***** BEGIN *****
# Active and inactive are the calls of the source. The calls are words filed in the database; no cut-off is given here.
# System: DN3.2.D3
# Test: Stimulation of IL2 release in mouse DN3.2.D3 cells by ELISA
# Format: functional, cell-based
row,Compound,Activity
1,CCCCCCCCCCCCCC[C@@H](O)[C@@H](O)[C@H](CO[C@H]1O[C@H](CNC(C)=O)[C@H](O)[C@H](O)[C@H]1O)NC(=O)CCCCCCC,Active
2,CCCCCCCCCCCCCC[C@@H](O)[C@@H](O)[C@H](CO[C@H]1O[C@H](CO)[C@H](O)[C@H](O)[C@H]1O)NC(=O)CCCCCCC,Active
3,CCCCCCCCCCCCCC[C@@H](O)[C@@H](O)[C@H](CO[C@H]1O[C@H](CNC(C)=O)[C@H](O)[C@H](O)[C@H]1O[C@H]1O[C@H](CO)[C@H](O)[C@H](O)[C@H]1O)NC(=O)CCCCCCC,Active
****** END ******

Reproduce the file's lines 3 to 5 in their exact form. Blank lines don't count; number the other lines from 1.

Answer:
# Test: Stimulation of IL2 release in mouse DN3.2.D3 cells by ELISA
# Format: functional, cell-based
row,Compound,Activity